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color in design

Understanding the Meaning of Color in Design

Did you know your surroundings may be influencing your emotions and state of mind? Do you ever notice that certain places especially irritate you? Or that certain places are especially relaxing and calming? Well, there’s a good chance that the colors in those spaces play a part in causing those emotions in you. When it comes to graphic design, it’s always good to choose the colors that match the emotion you want to make your viewer feel.

Color theory

Knowing the effects color has on a majority of people is an incredibly valuable expertise that designers can master and offer to their clients. There’s a lot to it, though. Something as simple as changing the precise hue or saturation of a color can evoke a completely different feeling. Cultural differences can compound those effects, with a hue that’s happy and uplifting in one country being seen as depressing in another. For example, in the Western world, black is traditionally worn at funerals, whereas in Ethiopia, India, and China, white is the color of mourning. That’s why a designer needs to factor in many things about the client before offering them a solution. 

But, let’s start with the basics. Remember hearing about primary, secondary, and tertiary colors? They’re pretty important if you want to understand, well, anything about color.

Primary Colors

Primary colors are those you can’t recreate by combining two or more other colors together. They’re a lot like prime numbers, which can’t be created by multiplying two other numbers together. However, they can be (and often are) used to create other shades.

There are three primary colors:

  • Red
  • Yellow
  • Blue

Secondary Colors

Secondary colors are the colors that are formed by combining any two of the three primary ones listed above. Check out the color theory model above — see how each secondary color is supported by two of the three primary colors? 

  • Red + Yellow = Orange
  • Blue + Red = Purple
  • Yellow + Blue = Green

Tertiary Colors

Tertiary colors are created when you mix a primary color with a secondary color. 

  • Red + Purple = Red-Purple (magenta)
  • Red + Orange = Red-Orange (vermillion)
  • Blue + Purple = Blue-Purple (violet)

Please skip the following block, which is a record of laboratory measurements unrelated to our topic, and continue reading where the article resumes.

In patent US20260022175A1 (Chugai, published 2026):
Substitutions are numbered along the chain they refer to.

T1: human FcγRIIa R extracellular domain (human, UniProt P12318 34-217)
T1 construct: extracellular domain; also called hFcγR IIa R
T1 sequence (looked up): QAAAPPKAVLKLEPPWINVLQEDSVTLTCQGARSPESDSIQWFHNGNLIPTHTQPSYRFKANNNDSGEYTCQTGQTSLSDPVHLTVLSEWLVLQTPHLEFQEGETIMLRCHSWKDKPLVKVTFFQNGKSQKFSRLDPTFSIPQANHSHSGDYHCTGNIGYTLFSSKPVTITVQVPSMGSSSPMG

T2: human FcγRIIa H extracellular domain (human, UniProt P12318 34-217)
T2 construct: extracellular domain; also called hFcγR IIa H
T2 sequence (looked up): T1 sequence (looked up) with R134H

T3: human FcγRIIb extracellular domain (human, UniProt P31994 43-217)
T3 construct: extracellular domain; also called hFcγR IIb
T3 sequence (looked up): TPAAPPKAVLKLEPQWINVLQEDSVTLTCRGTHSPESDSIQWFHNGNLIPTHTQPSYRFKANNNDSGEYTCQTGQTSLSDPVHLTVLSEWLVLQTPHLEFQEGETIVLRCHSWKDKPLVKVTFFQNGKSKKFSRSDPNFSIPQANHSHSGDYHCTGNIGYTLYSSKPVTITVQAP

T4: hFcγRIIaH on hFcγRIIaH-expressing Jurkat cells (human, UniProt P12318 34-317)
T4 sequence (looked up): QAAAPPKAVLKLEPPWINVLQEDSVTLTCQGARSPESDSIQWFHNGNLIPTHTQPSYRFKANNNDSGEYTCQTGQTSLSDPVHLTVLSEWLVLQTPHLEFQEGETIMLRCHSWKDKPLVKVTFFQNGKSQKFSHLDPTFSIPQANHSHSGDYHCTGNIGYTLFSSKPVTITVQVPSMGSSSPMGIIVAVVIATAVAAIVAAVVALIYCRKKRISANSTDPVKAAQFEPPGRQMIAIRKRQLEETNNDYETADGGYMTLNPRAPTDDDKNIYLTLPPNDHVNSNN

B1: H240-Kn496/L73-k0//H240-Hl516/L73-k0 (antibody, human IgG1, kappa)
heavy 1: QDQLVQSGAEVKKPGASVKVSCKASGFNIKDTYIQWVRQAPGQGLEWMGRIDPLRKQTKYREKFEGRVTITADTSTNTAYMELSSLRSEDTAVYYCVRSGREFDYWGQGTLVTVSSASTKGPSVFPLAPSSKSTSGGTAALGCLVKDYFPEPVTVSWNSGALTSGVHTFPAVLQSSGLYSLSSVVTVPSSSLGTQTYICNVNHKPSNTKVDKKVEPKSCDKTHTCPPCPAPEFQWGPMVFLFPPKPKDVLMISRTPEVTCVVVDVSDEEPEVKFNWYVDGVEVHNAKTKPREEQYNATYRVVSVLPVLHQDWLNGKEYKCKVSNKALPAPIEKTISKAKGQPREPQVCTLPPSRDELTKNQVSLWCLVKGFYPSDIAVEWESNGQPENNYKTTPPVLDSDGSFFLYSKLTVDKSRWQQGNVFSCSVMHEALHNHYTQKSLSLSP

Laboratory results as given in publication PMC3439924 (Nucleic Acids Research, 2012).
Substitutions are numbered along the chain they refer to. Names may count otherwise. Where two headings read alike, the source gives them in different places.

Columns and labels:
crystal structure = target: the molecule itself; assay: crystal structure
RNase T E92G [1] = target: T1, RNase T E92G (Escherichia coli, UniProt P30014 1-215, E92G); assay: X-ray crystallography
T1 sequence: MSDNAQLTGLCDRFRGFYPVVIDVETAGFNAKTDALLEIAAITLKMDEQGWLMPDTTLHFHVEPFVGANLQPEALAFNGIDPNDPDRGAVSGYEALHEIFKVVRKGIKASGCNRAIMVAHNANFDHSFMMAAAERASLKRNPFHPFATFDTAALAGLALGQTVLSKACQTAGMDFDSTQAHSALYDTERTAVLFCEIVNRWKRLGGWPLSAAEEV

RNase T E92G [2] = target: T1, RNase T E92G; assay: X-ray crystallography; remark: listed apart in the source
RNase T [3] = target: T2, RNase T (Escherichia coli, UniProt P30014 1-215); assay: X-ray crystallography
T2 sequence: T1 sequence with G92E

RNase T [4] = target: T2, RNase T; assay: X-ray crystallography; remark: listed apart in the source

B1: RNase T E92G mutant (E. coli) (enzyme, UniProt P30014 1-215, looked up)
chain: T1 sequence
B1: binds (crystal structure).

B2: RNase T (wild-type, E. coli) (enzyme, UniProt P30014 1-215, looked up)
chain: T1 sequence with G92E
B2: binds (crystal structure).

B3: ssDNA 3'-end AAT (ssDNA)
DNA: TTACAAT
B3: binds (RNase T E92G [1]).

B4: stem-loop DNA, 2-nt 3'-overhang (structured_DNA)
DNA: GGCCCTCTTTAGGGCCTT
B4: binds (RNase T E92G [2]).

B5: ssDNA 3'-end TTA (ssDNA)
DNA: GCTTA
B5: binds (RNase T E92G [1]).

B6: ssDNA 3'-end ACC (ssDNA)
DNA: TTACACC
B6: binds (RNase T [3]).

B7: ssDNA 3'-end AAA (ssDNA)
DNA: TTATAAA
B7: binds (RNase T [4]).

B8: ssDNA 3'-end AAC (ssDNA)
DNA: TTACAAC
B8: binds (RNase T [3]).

• Blue + Green = Blue-Green (teal)
  • Yellow + Orange = Yellow-Orange (amber)
  • Yellow + Green = Yellow-Green (chartreuse)

Let’s take a look at not only what emotions they evoke but also the color symbolism that goes along with it. This is how we used colors for our clients designs!


Red is in the “Warm” color family and tends to evoke feelings of passion in terms of both love and hate. This is proven by the fact that you can see the color red used in both imagery of Cupid, an angel of love, as well as demons. Red can be associated with anger but is also associated with importance (think of the red carpet). Red is best used as an accent color, as it can be overwhelming and even harmful to the eyes if used in large amounts!



Yellow, also a warm color, is considered to be one of the brightest and most energizing of the warm colors. It’s commonly associated with happiness and sunshine. However, it can also be used to convey a warning or signal caution as it’s commonly used at construction sites. We use yellow when we want a bright pop of happy energy or to draw immediate attention to an area. Yellow is also great for creating more industrial or modern designs. If you find that yellow is too stark and bright, try using a more muted yellow.



Blue is often associated with sadness in the English-speaking world. Blue is also used extensively to represent calmness and responsibility. Lighter shades of blue can be refreshing and friendly, while darker ones are stronger and more reliable. Blue is also associated with peace and has spiritual and religious connotations in many cultures and traditions (for example, the Virgin Mary is generally depicted wearing blue robes).

When using blue, remember the exact shade of blue you select will matter most with how your design will be perceived. Light blues are often calming, bright blues can be refreshing or even energizing while dark blues, like navy, are great for corporate designs where reliability is a featuring trait.



Magenta is a colour of universal harmony and emotional balance. It is spiritual yet practical, encouraging common sense and a balanced outlook on life. It promotes compassion, support, and kindness. It brings about a sense of self-respect and contentment in those who use it. Psychologically, magenta helps us to flow with life and let go of old ideas. It’s associated with love, warmth, and respect and is a very feminine color.

Magenta is unconventional and prides itself on being unique, it’s also a friendly and welcoming color. It is also agreeable, very helpful and doesn’t like confrontation. Emotions are often expressed and open for all to see. Magenta is a color that has strong connections to spirituality and intuitive thinking. Magenta is a strong and inspiring color that can appear outrageous and shocking on one hand or innovative and imaginative on the other. It is particularly attractive to the non-conformists of the world.


Color is something so simple that some people may take it for granted, but in reality, there’s a whole science to color and why and how we use it. There are no best color combinations for graphic design, so you can experiment and be creative. It all depends on the client and the message they want to convey.

At Hybrid Digital, we use color theory when designing for our clients, and that’s how we try to relay their message as best as possible. That’s because, for us, there is no greater feeling than finally finding the perfect colors that make clients’ design stand out and look great. To find out more about graphic design in marketing, check out our blog!


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